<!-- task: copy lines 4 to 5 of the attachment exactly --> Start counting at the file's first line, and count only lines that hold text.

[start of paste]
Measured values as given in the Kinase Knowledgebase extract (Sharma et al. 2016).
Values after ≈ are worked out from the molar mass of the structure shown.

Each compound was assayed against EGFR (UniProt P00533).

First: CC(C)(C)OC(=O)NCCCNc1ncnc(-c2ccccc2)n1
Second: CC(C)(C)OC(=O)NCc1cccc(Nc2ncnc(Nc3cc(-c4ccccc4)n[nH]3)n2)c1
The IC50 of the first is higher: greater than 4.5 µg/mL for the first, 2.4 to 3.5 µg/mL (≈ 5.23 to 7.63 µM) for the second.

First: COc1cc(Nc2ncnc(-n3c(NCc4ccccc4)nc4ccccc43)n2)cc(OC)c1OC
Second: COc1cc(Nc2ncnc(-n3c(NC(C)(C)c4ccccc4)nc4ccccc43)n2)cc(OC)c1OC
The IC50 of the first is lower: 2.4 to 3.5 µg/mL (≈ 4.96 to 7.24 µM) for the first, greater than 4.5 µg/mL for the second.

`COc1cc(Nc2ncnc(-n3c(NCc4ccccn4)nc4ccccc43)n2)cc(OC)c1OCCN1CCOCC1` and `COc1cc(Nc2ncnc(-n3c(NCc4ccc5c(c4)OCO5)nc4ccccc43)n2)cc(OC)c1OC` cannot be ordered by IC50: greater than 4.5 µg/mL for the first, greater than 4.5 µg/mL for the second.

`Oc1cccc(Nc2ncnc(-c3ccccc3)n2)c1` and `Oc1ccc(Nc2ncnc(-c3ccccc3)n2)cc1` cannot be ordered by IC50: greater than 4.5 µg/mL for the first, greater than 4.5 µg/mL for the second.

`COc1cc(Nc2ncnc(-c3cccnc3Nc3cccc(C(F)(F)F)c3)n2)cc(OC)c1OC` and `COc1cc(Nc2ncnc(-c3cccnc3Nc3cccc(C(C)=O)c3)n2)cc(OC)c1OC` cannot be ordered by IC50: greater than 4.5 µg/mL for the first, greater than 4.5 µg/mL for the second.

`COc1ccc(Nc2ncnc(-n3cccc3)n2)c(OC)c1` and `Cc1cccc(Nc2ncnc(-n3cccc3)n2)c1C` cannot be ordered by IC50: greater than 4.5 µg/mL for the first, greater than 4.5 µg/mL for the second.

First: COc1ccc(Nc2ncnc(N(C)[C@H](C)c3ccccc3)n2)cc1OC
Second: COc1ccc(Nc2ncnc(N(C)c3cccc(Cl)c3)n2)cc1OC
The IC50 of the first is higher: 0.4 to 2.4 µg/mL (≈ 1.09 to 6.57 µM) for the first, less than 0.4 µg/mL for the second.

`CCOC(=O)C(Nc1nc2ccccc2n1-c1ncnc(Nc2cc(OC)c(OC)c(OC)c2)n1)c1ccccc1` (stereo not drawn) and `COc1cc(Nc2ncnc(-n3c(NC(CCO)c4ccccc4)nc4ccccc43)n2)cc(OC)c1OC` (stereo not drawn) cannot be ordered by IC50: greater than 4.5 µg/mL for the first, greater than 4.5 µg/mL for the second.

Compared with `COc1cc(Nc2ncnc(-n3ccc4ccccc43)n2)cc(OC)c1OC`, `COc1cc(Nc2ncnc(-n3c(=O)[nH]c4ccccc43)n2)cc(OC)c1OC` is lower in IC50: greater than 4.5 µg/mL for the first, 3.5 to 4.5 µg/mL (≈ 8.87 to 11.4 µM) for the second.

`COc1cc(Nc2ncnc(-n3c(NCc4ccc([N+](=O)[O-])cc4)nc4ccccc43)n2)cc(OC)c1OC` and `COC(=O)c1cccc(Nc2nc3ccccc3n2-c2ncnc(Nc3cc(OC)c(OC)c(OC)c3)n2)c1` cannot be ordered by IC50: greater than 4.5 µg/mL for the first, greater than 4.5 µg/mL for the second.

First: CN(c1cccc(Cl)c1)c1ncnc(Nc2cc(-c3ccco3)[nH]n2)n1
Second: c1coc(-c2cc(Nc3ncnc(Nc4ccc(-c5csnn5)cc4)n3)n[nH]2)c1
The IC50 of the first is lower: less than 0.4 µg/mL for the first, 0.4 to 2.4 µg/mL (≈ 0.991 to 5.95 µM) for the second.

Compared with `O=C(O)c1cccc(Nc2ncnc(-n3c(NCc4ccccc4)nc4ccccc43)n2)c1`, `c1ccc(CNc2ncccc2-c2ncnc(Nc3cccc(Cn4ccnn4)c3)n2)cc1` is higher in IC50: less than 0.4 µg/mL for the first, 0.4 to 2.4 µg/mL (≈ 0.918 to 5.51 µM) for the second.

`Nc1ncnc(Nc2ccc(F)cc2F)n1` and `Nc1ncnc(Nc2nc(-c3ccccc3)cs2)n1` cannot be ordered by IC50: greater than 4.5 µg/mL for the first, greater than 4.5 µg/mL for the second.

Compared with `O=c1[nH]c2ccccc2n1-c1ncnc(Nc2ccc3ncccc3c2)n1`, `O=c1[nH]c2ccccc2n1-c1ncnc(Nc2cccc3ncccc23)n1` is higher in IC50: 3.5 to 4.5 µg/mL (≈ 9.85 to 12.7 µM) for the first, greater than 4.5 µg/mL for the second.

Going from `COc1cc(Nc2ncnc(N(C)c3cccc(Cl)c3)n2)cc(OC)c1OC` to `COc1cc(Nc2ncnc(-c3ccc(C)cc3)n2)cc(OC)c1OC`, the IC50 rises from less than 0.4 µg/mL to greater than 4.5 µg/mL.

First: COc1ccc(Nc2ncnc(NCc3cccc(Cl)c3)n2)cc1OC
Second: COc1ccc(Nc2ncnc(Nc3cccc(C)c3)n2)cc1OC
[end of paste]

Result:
First: CC(C)(C)OC(=O)NCCCNc1ncnc(-c2ccccc2)n1
Second: CC(C)(C)OC(=O)NCc1cccc(Nc2ncnc(Nc3cc(-c4ccccc4)n[nH]3)n2)c1